Latter-day revelation

Byron York, writes at the Corner today about Mitt Romney and the Mormon’s latter-day revelation that blacks really were fully human beings. Since this happened only in 1978 as the result of a revelation to the president of the Latter Day Saints, it raises some questions.

The obvious one is raised by Byron: will Romney admit that the Mormons were in error prior to this 1978 revelation? Was God somehow wrong, either before or after this revelation? Byron writes:

That’s a built-in dilemma of the system; if a church says it is led by revelation, and then says it was wrong, it’s kind of like saying God was wrong.I get the impression that that has put Romney in a very tight box, and is why he is disinclined to say that the church was wrong before 1978. Other churches, and all sorts of other institutions, have admitted being wrong about things in the past and have changed their policies. The general public understands that. But refusing to admit it sometimes rubs people the wrong way.

I’ll say it’s a dilemma. And one that will quickly be exploited by the victimologists who dominate the Democratic Party. Unfortunately for Mitt Romney, there’s no good way to answer prior to him being nominated.

In the Republican ranks, this latter-day revelation reminds us of the cultic nature of the Mormons: hey, here’s a man, LDS President Spencer W. Kimball, living in modern-day Salt Lake City, who claimed a politically advantageous “revelation.” What else might a future LDS president reveal as God’s latter-day truth, which would then be binding on a faithful Mormon who happened to be president?

As for the 1978 “revelation,” this might have had more force had it been made less than 110 years after the ratification of the Fourteenth Amendment, which mandates that all citizens have equality. In fact, a prophet surely would have been able to receive God’s message that chattel slavery was an insult to the dignity inherent in each human person. Before the Civil War and Amendment XIV, surely?

Mitt Romney gave a wonderful speech about religion and national service the other day. He just didn’t happen to cover much about how the Mormons operate their latter-day, man-made faith.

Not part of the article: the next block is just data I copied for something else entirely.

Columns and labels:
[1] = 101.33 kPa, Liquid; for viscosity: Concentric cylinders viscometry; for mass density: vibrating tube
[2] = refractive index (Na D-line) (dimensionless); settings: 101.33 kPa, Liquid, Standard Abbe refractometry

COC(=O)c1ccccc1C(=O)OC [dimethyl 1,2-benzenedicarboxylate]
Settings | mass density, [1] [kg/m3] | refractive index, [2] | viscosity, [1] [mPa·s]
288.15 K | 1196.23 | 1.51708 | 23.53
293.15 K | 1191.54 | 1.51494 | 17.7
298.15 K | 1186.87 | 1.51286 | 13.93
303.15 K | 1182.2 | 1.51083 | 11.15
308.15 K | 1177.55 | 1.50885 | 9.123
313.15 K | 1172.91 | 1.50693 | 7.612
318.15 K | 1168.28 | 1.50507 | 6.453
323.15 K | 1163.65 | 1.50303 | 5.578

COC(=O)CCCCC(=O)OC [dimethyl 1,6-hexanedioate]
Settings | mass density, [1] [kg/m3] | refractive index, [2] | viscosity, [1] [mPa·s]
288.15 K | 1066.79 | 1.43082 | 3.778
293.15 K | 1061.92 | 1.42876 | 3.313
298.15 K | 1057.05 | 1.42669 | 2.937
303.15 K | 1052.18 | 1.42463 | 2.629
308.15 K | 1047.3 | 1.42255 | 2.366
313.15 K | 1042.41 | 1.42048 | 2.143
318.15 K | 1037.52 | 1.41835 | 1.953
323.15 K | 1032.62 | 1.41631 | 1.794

1. The founder of Mormonism, Joseph Smith did go on record saying that slavery was wrong. The restriction that existed between 1847 and 1978 (Blacks did have full rights before 1847) didn’t have anything to do with blacks not being fully human, any more than the fact that in the Old Testament only descendants of Levi were allowed to enter the priesthood suggested that the rest of Israel wasn’t fully human.

    It’s much more intricate that most people realize.

  2. Alma, that’s not a valid comparison. Yes, the tribe of Levi was privileged (burdened with more stringent laws, actually) by being the priestly class.

    But that was among the ancient Hebrews of more than 3,000 years ago. There are no restrictions based on tribal identity in modern times on who may become a rabbi, although Levites (at least those who can make a valid claim) are afforded some ceremonial honors (e.g. first aliyah to read Torah).

    Our Fourteenth Amendment placed all citizens on an equal footing — at least in theory. To be certain, Mormons were not alone among predominantly white denominations in ignoring that equality. That it took until 1978 should be admitted as a grave error for the LDS by Romney, and all others who value equality under God.

    For what it’s worth, I’ll repeat what I’ve written before: I’ll vote for Mitt Romney if he’s the Republican nominee. That said, I still believe he should admit his church’s error. Then we could all move on to more important issues.

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